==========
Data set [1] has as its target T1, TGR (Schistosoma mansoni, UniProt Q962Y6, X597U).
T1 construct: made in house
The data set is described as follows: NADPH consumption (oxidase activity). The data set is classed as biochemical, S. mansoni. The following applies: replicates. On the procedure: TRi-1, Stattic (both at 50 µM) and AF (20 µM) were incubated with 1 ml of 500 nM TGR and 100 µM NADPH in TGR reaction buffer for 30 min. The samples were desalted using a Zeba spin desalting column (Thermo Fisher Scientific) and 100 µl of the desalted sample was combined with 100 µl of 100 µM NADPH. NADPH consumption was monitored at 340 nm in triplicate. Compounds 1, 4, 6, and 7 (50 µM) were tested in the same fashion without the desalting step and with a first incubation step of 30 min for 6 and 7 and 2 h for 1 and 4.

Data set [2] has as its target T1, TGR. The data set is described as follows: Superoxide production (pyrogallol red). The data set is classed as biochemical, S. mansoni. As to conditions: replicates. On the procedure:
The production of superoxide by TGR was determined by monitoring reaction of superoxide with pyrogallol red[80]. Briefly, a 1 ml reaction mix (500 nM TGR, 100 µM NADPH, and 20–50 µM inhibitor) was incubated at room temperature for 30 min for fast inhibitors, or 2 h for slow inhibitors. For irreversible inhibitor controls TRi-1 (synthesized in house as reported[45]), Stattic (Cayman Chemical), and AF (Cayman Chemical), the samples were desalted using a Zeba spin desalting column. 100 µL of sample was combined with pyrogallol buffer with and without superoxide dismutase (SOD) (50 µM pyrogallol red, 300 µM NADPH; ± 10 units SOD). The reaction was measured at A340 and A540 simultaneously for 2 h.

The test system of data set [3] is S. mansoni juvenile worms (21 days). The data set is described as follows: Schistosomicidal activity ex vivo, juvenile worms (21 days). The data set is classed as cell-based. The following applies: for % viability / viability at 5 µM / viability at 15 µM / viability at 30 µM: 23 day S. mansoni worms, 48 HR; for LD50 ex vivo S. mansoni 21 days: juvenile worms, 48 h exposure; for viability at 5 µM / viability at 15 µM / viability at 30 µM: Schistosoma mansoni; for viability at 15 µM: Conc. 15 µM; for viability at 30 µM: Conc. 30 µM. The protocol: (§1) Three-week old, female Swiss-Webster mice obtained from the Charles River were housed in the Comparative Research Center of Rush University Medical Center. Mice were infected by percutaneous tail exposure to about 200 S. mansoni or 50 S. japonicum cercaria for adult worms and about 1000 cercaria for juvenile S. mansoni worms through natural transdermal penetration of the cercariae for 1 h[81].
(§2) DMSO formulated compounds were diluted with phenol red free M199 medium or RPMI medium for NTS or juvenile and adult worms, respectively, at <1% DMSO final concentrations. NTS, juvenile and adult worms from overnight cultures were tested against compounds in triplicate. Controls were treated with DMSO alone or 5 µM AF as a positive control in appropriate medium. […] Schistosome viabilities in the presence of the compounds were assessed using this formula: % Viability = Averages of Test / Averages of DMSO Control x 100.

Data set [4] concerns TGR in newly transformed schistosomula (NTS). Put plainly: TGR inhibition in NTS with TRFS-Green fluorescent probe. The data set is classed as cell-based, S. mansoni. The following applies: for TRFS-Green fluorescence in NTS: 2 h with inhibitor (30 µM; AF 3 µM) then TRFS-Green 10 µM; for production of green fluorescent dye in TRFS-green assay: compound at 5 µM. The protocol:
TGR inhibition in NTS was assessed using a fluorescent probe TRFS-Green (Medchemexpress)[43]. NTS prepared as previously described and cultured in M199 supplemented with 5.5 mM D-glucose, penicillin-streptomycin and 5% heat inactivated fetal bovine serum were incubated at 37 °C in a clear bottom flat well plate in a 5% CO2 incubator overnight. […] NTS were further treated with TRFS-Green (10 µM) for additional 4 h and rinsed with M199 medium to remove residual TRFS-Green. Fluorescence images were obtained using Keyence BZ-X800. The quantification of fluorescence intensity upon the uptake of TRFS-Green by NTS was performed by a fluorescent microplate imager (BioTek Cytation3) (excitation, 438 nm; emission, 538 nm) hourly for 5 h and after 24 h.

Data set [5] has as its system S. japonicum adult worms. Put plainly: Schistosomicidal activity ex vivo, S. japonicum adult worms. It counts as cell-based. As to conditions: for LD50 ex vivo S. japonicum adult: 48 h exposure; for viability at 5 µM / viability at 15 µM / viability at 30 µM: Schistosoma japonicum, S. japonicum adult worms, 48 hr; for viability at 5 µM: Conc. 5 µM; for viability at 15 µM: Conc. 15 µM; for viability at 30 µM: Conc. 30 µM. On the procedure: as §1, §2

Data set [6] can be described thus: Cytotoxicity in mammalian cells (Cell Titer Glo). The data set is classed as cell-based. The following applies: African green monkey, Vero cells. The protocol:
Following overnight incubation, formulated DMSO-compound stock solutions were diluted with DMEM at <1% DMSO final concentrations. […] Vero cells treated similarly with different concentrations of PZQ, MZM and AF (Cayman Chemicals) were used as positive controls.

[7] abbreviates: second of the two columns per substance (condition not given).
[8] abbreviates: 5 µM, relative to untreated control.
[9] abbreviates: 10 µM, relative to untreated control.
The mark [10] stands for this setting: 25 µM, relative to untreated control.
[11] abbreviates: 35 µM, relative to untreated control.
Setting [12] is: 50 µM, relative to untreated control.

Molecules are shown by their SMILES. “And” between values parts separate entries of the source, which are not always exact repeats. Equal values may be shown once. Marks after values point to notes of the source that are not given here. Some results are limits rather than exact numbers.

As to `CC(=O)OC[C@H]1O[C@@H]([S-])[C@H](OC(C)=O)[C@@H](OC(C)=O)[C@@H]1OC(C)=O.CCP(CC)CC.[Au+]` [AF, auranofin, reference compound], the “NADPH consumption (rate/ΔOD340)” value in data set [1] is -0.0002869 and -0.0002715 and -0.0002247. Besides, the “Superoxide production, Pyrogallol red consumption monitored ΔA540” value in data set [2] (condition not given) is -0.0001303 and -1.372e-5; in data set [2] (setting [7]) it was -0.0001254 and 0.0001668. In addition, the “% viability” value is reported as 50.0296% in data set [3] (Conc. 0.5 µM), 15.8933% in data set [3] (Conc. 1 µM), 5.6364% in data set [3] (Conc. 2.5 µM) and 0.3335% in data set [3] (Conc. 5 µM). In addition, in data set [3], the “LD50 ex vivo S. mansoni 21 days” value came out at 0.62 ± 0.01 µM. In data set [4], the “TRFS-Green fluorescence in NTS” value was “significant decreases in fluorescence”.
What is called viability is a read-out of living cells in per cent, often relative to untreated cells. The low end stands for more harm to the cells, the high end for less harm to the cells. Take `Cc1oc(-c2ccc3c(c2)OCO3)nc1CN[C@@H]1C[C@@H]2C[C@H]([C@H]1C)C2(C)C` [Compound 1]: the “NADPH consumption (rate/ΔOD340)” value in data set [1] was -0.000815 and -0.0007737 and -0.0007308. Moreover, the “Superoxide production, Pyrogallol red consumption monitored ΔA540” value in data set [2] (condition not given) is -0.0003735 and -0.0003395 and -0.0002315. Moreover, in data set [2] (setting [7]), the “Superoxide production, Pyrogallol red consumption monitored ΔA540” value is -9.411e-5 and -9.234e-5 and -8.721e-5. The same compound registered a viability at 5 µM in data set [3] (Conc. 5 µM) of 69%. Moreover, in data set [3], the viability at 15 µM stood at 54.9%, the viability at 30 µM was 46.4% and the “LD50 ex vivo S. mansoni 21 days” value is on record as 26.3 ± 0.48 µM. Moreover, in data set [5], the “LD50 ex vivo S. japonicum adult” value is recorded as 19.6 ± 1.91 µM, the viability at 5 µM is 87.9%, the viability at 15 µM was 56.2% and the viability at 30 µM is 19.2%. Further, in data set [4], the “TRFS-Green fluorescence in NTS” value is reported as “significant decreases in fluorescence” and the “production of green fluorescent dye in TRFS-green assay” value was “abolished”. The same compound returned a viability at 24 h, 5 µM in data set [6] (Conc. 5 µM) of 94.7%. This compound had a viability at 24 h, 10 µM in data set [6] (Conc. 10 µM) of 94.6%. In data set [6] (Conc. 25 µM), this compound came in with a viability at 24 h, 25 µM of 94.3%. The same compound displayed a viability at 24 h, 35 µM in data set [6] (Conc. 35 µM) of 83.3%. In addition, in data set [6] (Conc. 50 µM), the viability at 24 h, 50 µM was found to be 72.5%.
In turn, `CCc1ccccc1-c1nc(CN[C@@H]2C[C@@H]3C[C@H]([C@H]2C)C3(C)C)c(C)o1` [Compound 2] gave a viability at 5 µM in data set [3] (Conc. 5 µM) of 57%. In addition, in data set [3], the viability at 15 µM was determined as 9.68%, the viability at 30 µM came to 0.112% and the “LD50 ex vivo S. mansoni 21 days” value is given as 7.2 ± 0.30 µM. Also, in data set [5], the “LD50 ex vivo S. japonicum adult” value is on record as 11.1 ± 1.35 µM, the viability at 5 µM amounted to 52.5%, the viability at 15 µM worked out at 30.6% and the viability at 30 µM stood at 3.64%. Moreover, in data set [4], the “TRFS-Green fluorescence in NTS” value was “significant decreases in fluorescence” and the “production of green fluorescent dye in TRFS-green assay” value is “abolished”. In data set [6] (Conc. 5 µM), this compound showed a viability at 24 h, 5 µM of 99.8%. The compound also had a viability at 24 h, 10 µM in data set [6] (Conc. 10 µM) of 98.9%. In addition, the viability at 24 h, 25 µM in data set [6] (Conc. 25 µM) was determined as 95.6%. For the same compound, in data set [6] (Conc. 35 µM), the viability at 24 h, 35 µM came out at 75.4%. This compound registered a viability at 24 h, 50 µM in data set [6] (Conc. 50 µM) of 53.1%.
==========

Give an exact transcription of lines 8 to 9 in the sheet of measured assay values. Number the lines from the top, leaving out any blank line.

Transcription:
Data set [4] concerns TGR in newly transformed schistosomula (NTS). Put plainly: TGR inhibition in NTS with TRFS-Green fluorescent probe. The data set is classed as cell-based, S. mansoni. The following applies: for TRFS-Green fluorescence in NTS: 2 h with inhibitor (30 µM; AF 3 µM) then TRFS-Green 10 µM; for production of green fluorescent dye in TRFS-green assay: compound at 5 µM. The protocol:
TGR inhibition in NTS was assessed using a fluorescent probe TRFS-Green (Medchemexpress)[43]. NTS prepared as previously described and cultured in M199 supplemented with 5.5 mM D-glucose, penicillin-streptomycin and 5% heat inactivated fetal bovine serum were incubated at 37 °C in a clear bottom flat well plate in a 5% CO2 incubator overnight. […] NTS were further treated with TRFS-Green (10 µM) for additional 4 h and rinsed with M199 medium to remove residual TRFS-Green. Fluorescence images were obtained using Keyence BZ-X800. The quantification of fluorescence intensity upon the uptake of TRFS-Green by NTS was performed by a fluorescent microplate imager (BioTek Cytation3) (excitation, 438 nm; emission, 538 nm) hourly for 5 h and after 24 h.